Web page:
Imam al-Hajjawi (d.968H/1561CE) – author of a celebrated Hanbali fiqh text, al-Iqna‘, and its abridgement, Zad a-Mustaqni‘ – wrote the following as part of his commentary to a famous Hanbali adab-poem:

يُقَالُ مَثَلُ الْإِيمَانِ كَمَثَلِ بَلْدَةٍ لَهَا خَمْسُ حُصُونٍ، الْأَوَّلُ مِنْ ذَهَبٍ، وَالثَّانِي مِنْ فِضَّةٍ، وَالثَّالِثُ مِنْ حَدِيدٍ، وَالرَّابِعُ مِنْ آجُرٍّ، وَالْخَامِسُ مِنْ لَبِنٍ، فَمَا زَالَ أَهْلُ الْحِصْنِ مُتَعَاهِدِينَ حِصْنَ اللَّبِنِ لَا يَطْمَعُ الْعَدُوُّ فِي الثَّانِي، فَإِذَا أَهْمَلُوا ذَلِكَ طَمِعُوا فِي الْحِصْنِ الثَّانِي ثُمَّ الثَّالِثِ حَتَّى تَخْرَبَ الْحُصُونُ كُلُّهَا

فَكَذَلِكَ الْإِيمَانُ فِي خَمْسِ حُصُونٍ الْيَقِينُ، ثُمَّ الْإِخْلَاصُ، ثُمَّ أَدَاءُ الْفَرَائِضِ، ثُمَّ السُّنَنُ، ثُمَّ حِفْظُ الْآدَابِ، فَمَا دَامَ يَحْفَظُ الْآدَابَ وَيَتَعَاهَدُهَا فَالشَّيْطَانُ لَا يَطْمَعُ فِيهِ،

وَإِذَا تَرَكَ الْآدَابَ طَمِعَ الشَّيْطَانُ فِي السُّنَنِ، ثُمَّ فِي الْفَرَائِضِ، ثُمَّ فِي الْإِخْلَاصِ، ثُمَّ فِي الْيَقِينِ ‏.‏

‘It has been said: The allegory of faith (iman) is as a fortress having five walls. The first [innermost] is made of gold; the second of silver; the third of iron; the fourth, baked bricks; and the fifth [outermost wall] from mud bricks. As long as the inhabitants of the fortress are diligent in guarding the clay wall, the enemy will not set its sights on [attacking] the next wall. But if they become negligent, they will attack the next wall, then the next, till the entire fortress lays in ruins.

‘In a similar way, faith is defended by five walls: certainty (yaqin), then comes sincerity (ikhlas), next up is performance of the obligations (ada’ al-fara’id), after which are the recommended acts (sunan), and lastly guarding beautiful behaviour (adab). So long as adab is guarded and defended, the Devil will not find a way in.

‘If, however, adab is neglected, Satan makes inroads into the sunan, then the fara’id, then ikhlas, and finally yaqin itself.’1

Given that ours is an age in which the distinction between halal and haram are being ever more blurred; and given our age also challenges religious conviction and seeks to undermine the foundations of revealed faith, believers must always be on their guard against this encroaching onslaught. Crucial to all this is to ensure we are well-rooted in: knowledge of God, knowledge of Self, and knowledge of Sin.

1. Sharh Manzumat al-Adab (Saudi Arabia: Dar Ibn al-Jawzi, 2011), 36.

8 thoughts on “Protecting the Fortress of Faith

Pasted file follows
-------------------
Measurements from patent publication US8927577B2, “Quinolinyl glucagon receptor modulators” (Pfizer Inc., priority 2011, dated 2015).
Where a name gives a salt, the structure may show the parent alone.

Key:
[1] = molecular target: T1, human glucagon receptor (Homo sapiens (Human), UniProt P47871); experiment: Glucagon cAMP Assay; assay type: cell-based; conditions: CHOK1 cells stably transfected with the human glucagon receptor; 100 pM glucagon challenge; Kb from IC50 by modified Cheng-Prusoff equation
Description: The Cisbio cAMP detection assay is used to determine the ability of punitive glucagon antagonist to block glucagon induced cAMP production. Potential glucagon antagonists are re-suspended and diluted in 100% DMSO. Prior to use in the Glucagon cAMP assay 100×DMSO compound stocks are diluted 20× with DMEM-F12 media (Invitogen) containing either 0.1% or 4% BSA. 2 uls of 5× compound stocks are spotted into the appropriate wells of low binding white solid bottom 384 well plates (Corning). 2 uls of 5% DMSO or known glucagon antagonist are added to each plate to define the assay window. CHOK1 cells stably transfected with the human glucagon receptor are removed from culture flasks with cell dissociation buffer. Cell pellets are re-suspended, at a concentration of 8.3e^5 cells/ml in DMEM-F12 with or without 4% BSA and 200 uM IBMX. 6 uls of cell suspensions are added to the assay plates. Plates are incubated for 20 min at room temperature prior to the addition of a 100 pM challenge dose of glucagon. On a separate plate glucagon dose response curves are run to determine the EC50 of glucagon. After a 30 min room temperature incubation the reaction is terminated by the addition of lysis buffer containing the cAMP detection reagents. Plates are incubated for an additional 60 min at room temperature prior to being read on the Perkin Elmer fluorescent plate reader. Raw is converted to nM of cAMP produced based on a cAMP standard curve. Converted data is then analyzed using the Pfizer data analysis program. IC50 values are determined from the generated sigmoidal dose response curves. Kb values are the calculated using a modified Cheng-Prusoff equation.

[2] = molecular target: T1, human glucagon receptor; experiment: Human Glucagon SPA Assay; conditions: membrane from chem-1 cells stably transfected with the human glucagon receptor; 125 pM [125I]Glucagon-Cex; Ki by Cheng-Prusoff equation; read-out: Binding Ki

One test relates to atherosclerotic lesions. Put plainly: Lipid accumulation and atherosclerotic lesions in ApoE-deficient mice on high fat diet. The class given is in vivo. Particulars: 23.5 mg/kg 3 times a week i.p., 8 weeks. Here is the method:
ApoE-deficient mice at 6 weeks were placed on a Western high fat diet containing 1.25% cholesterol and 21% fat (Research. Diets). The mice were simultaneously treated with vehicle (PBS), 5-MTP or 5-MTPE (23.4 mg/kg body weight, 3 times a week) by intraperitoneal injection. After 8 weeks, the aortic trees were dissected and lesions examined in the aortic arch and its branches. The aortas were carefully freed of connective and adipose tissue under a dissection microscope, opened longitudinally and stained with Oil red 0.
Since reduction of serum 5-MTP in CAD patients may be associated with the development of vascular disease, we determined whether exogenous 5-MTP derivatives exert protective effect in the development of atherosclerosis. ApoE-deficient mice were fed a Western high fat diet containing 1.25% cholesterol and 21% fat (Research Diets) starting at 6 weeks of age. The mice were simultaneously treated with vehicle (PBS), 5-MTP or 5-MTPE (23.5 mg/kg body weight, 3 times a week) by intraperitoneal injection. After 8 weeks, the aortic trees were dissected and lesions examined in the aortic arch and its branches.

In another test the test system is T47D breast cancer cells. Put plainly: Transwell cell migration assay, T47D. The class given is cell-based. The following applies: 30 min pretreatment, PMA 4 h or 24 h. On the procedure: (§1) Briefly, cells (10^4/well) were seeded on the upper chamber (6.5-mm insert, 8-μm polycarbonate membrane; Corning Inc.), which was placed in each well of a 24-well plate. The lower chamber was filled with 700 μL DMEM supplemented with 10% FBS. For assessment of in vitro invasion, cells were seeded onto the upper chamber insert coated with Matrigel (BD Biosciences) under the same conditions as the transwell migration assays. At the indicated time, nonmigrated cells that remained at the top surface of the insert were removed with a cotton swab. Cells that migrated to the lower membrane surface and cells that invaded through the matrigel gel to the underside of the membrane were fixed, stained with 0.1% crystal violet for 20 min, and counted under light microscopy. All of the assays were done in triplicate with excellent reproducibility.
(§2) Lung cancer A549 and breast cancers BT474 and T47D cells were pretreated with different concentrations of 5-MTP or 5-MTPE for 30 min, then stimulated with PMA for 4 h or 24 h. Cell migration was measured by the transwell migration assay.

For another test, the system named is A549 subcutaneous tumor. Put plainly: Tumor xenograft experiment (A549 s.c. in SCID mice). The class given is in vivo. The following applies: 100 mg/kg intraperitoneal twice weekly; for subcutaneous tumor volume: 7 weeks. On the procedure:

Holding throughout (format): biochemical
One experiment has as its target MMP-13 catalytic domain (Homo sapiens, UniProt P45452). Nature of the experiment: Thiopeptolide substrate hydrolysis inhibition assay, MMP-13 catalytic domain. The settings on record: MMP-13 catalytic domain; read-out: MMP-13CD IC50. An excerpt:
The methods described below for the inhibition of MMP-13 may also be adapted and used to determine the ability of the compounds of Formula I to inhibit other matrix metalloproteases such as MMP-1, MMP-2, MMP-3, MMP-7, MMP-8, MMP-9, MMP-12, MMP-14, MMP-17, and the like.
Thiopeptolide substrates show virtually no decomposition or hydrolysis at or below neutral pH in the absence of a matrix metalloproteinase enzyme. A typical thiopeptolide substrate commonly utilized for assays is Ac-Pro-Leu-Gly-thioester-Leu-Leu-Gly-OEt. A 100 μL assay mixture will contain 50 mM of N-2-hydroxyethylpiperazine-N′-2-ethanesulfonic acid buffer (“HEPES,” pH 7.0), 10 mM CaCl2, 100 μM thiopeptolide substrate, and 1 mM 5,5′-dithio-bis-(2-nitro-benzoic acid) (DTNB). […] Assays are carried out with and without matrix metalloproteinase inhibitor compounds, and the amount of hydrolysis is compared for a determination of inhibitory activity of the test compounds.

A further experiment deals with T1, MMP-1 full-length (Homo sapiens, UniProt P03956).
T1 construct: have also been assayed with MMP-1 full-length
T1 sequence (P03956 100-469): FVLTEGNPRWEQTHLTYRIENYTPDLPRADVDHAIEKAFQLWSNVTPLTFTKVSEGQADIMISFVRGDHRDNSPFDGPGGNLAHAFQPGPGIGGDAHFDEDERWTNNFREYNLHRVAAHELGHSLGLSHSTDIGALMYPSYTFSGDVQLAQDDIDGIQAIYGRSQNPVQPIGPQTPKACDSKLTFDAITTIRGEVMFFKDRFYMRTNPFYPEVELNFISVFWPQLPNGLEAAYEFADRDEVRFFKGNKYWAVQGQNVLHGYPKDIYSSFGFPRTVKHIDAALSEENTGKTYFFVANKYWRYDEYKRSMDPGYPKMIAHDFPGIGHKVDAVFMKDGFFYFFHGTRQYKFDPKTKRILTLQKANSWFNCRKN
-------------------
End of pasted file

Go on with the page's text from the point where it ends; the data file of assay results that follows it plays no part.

1. I always find it amazing the insight that the great imams were blessed with and their ability to explain such vital matters with such beautiful clarity and simplicity. May Allah grant us even a simple understanding of such vital matters.

    1. Such were people whose hearts aspired only to God’s glory and good pleasure, so He illumined their hearts and minds, and made them beacons for others. Radia’Llahu ‘anhum ajma‘in.

  2. The Prophet (SAS) CLEARLY said there would be 73 sects in Islam. So who are these devils who are telling us their beard is bigger, that there is only ONE sect??

    1. I’m not quite sure how such a comment is relevant to this actual post, Iqbal? That aside, please do read the article linked above by Qadduiri. There you’ll discover the actual intent and context of the hadith, and the fact that you’ve only caught the hadith half way! The Prophet ﷺ went on to say that seventy-two of these 73 Muslim sects are in the Fire, except one. When asked who this one saved sect was, he ﷺ said: ma ana ‘alayhi wa ashabi – “That to which I and my Companions are upon.” (You may also read an abridgement of this topic here on this blog: Splitting into 73 Sects: Are the Majority of Muslims Deviant?)

      Your half-quotation of the hadith is deeply regrettable, though perhaps excusable. Less excusable, it would seem, is the mockery of presumably people you disagree with, describing them as devils with big beards! Why such insult? Why not first ensure you have a sound understand of the matter at hand before launching into dismissive mode? Even after that, if such people are mistaken, why not try advising them first out of sincere brotherly concern.

      We all can and do err. That in itself isn’t a cause for downfall or divine disgrace. What is a cause is when there is an absence of seeking Allah’s forgiveness; a lack of humility to correct our mistakes; and a reluctance to try and cleanse our heart of undue rancour, contempt or ill-feeling we may harbour towards other believers.

      I’m sure there must have been much to wind you up and drive you to express yourself in such a manner. I believe also that this isn’t your usual temperament or attitude towards those whom you may differ with.

      May Allah guide and protect us all, and cause us to grow in love and obedience to Him, and make us all of benefit to Islam and the Muslims and humanity at large.

      Your brother,
      Surkheel Abu Aaliyah

    1. Thank you for your kind words, Usman.

      May Allah protect our faith and conviction in Him and His revealed truths, in an age of ever-increase doubts and false desires.

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